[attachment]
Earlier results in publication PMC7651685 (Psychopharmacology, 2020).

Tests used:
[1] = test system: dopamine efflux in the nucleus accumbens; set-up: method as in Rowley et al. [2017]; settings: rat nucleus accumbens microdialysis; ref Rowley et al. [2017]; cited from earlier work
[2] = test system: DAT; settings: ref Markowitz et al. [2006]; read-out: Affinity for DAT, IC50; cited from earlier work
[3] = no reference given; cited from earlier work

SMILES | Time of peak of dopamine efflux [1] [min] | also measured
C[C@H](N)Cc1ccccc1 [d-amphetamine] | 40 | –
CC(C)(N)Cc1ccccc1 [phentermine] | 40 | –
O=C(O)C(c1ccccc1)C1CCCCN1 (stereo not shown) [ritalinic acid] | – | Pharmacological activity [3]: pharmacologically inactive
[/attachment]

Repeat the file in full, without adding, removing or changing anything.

Earlier results in publication PMC7651685 (Psychopharmacology, 2020).

Tests used:
[1] = test system: dopamine efflux in the nucleus accumbens; set-up: method as in Rowley et al. [2017]; settings: rat nucleus accumbens microdialysis; ref Rowley et al. [2017]; cited from earlier work
[2] = test system: DAT; settings: ref Markowitz et al. [2006]; read-out: Affinity for DAT, IC50; cited from earlier work
[3] = no reference given; cited from earlier work

SMILES | Time of peak of dopamine efflux [1] [min] | also measured
C[C@H](N)Cc1ccccc1 [d-amphetamine] | 40 | –
CC(C)(N)Cc1ccccc1 [phentermine] | 40 | –
O=C(O)C(c1ccccc1)C1CCCCN1 (stereo not shown) [ritalinic acid] | – | Pharmacological activity [3]: pharmacologically inactive